Basic cause of death when a systemic mycosis was associated with AIDS - Between 1998-2006, 125,633 patients died of AIDS in Brazil and 5,898 (4.7%) death declarations mentioned a systemic mycosis as an associate cause of death. Systemic mycoses were mentioned in 46.7 per 1,000 deaths of patients for whom AIDS was the underlying cause of death. Cryptococcosis was mentioned in 50.9% of AIDS death declarations, followed by candidiasis in 30.2% and histoplasmosis in 10.1% of cases. Paracoccidioidomycosis, coccidioidomycosis and zygomycosis were less frequent (Table VIII).

Quality of mortality information - For the analysis of mortality data, particularly the cause of death, we observed that there are regions and states that not only provided underestimated numbers of death events, but also that there were doubts concerning the quality of the information. Specifically, the poor quality of information on the cause of death was reflected in the significant number of records in which the underlying cause of death was not declared. Over the course of the study period, the proportion of such records decreased from 15-10.2% in the whole country, but there were large differences between states and regions. Records from the Central West, the Southeast and the South showed the lowest percentages of ill-defined records, which decreased during the study period from 10.6-5% in the Central West, 8.1-5.6% in the South and 9.4-7.9% in the Southeast. In the North and Northeast, notwithstanding the significant reduction in ill-defined records from 24.3-17.4% and 31.4-16.8% respectively, there remained a high percentage of such cases (MS 2004, 2005).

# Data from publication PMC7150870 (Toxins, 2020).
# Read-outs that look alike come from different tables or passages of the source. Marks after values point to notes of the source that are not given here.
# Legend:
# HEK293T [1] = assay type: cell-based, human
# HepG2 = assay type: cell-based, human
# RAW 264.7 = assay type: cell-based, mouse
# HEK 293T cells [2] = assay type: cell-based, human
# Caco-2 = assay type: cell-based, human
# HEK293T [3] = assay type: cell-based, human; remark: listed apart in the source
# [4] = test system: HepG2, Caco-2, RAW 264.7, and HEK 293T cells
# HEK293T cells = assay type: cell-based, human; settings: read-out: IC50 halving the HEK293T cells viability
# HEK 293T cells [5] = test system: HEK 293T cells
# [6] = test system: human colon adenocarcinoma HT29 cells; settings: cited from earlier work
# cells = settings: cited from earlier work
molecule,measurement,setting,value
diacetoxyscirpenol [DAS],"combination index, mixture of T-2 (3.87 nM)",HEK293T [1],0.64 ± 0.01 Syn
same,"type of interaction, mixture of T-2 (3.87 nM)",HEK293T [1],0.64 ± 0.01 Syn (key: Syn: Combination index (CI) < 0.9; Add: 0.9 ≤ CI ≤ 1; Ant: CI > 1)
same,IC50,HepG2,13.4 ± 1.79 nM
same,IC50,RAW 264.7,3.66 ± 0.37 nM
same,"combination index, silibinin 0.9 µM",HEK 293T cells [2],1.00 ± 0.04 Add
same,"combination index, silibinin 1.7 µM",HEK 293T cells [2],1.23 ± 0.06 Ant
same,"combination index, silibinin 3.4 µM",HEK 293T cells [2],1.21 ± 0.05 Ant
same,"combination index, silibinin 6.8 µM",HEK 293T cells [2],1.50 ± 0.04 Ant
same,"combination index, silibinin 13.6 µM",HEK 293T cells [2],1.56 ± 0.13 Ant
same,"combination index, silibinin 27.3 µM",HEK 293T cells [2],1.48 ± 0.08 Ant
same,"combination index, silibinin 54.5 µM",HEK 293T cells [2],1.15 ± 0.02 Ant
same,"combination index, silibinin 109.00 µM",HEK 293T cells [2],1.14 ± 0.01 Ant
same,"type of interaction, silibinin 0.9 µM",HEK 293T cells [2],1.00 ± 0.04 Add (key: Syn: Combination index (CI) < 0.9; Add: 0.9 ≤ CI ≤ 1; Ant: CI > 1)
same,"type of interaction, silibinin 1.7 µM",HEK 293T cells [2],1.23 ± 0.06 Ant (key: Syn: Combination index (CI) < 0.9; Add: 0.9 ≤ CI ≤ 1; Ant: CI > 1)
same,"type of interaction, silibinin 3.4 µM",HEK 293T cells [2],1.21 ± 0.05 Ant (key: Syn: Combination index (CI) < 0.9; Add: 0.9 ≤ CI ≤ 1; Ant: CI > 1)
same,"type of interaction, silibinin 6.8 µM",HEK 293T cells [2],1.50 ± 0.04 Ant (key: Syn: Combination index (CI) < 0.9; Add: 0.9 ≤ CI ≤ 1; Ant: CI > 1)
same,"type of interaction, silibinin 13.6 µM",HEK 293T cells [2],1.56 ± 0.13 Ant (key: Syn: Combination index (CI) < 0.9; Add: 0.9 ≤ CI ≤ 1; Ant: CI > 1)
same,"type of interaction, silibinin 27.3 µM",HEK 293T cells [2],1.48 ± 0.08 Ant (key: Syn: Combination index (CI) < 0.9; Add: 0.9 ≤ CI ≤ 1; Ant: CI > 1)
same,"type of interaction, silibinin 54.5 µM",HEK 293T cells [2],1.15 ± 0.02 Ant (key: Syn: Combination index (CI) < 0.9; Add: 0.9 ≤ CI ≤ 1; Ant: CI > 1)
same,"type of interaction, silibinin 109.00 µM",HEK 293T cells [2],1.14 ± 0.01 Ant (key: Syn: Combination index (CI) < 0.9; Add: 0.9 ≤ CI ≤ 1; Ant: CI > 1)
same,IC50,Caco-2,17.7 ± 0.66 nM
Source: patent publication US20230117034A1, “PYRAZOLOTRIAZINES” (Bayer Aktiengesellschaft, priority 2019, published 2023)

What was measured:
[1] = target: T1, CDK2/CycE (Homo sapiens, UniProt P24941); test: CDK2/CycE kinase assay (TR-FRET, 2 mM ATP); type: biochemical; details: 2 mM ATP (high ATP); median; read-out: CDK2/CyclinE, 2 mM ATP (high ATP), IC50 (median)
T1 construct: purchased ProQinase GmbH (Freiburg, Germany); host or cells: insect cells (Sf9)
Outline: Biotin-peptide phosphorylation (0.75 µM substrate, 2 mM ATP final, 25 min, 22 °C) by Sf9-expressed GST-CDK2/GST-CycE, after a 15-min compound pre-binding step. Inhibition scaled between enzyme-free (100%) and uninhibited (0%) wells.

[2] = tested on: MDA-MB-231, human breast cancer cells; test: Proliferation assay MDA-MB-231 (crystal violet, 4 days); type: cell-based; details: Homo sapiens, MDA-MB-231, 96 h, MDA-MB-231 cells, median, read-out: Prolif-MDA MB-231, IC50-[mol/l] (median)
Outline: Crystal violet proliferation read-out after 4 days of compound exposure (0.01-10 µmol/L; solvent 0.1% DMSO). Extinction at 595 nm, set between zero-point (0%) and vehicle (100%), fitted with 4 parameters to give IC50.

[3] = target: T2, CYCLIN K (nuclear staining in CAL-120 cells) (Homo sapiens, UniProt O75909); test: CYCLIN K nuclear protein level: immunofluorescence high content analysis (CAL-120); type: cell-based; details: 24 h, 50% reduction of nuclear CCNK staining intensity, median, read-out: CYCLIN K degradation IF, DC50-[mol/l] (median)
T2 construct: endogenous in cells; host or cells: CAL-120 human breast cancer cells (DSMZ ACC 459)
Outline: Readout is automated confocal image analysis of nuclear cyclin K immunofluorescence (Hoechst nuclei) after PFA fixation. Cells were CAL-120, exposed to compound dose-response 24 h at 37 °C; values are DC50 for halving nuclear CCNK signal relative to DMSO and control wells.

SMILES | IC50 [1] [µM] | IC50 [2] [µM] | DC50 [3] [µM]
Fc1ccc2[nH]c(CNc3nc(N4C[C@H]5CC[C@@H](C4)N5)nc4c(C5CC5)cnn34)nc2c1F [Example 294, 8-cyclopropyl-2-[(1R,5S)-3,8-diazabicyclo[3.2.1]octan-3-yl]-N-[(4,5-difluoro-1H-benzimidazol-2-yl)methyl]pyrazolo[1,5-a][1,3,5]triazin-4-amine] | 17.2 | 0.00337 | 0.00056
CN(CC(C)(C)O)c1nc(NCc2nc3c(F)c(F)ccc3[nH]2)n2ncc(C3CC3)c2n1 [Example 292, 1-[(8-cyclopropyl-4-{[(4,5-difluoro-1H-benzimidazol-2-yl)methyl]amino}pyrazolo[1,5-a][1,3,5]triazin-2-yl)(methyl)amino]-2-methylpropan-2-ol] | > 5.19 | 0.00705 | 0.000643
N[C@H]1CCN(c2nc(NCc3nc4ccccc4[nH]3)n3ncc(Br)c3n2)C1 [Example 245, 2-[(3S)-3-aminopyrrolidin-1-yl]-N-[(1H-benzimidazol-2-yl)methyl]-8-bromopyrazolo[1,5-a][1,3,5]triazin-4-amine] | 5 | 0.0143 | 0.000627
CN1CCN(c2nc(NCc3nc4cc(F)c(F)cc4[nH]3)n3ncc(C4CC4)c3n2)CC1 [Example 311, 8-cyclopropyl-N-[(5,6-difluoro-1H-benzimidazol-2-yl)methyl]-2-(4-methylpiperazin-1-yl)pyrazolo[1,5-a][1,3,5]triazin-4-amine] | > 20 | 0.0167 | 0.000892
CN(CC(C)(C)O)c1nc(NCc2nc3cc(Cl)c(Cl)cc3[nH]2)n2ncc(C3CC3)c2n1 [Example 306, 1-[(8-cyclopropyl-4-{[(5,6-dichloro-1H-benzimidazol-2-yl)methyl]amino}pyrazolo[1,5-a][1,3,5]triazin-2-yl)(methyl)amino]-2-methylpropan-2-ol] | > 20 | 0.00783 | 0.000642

Most data on the incidence of infectious diseases or of particular systemic mycoses in Brazil are not entirely trustworthy. Mortality data in Brazil suffer from under-notification or incorrect completion of DC. These problems occur mainly due to regional differences in low-income population, population living in rural areas and deaths from undetermined causes. Since most systemic mycoses do not require obligatory notification to the health system authority, the evaluation of mortality data can be an important epidemiological tool in assessing the real magnitude of systemic mycoses in Brazil's vast territory.